Hardcore Test Driven Development

tdd as if you meant it

One of my favorite sessions in the coderetreat format is the "TDD as if you meant it" kata. It really gets you thinking about the huge difference between test first development and 'real' test driven development. This is one of the most difficult formats to explain to participants joining the coderetreat for the first time. So I thought it would be a good idea to share with you how I explain and use this technique. The flow for this looks easy enough when you just read through it:

  1. Write one failing test

  2. Make it pass by writing implementation code in the test method

  3. When duplication is spotted extract implementation from test to:

    1. a new method in the test class

    2. an existing method in the test class

  4. When more methods belong together extract them into a new class

  5. Refactor as required

But let's take a closer look at each step. Write one failing test Ok, I admit. This is the easy part. Or is it? Determining what is the most useful next (or first) test to write is not that easy. I'll give you one option and I'll come back to this in another future post. If you start by writing an end-to-end acceptance test for your new feature, it will help you to discover which steps to take to implement it. More about that later. For the sake of simplicity I will use a the example of adding two integers. I know it's kinda lame but I promise that I will record a video soon which will demonstrate the flow of this technique using a more interesting example.

failing test

Make it pass by writing implementation code in the test method

You say what? I need to write my 'real' code inside my test method? Yes, that's exactly what I want you to do. Think about the famous line "first make it work, then make it pretty" and use that mindset to wrap your head around this idea. First make your behavior work, then figure out to which method or class this behavior belongs. One little tip to help you do this is to really use the 3A pattern: Arrange Act Assert. If you consistently use this, it will be easy to see what the real Act is and this will help you to extract this afterwards. In our example we first Arrange the two variables we need to add. Next step is to set up the container for the result of the Act and we close of our test with Asserting our assumption.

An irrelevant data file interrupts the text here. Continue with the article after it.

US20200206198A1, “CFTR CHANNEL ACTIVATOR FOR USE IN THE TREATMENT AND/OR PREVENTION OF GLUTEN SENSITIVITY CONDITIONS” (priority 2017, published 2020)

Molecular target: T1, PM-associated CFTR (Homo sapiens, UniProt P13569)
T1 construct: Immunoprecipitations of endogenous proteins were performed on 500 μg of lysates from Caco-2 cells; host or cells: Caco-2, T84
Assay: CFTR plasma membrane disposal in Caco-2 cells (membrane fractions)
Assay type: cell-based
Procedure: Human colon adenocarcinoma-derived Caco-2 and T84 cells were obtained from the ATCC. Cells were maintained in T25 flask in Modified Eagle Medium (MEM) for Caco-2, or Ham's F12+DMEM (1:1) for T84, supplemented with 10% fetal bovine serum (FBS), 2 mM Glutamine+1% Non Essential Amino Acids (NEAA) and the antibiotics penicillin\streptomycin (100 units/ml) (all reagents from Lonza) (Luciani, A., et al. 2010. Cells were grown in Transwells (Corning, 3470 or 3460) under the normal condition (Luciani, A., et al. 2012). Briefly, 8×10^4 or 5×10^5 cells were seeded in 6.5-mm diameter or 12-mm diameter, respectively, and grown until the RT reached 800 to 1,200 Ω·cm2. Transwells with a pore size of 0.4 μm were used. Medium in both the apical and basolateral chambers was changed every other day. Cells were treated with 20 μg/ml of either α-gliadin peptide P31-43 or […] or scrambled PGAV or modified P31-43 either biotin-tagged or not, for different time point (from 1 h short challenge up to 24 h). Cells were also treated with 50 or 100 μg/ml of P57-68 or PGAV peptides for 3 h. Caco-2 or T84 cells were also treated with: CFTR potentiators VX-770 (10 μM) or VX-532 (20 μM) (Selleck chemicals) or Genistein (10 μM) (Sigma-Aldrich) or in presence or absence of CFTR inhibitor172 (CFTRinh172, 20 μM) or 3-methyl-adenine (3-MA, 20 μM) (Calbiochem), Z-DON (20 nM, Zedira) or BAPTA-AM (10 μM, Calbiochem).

make it pass

When duplication is spotted extract implementation from test

If you don't have any duplication, you just leave the implementation in the test for now. This will force you to write a new test for the same behavior. Once you have this second test you will see the duplication more clearly. Looking at our example we have both tests returning a number from our Act which seems related to the two numbers ;-)

duplication

We can now extract this behavior to a separate method in our test class. Are you kidding me? Still keeping the 'real' code in the test class? I am not kidding you, we still leave it in there until we feel confident that our tests have given us enough information to decide to which class this behavior or this set of behaviors belongs to.

extract method

When more methods belong together extract them into a new class

Once you have a set of behaviors that clearly belong together in one unit of work, you can extract these methods into a new class. A class is nothing more than a concept that allows us to group behavior that is related.

Refactor as required

This is something you do every time you have a green test. Don't wait to refactor until everything is done or finished, you won't have the discipline to actually do it. Think about doing the dishes. When it's only dishes from one meal it is just a small effort. While if let it stack up for a couple of nights it's a huge pile of mess and you get demotivated even looking at it. Feels familiar when we think about code as well right? I would like to thank Keith Braithwaite for introducing this idea for the first time and Adrian Bolboaca for introducing it to me. Stay tuned for more info about this technique for my soon to be first coding video.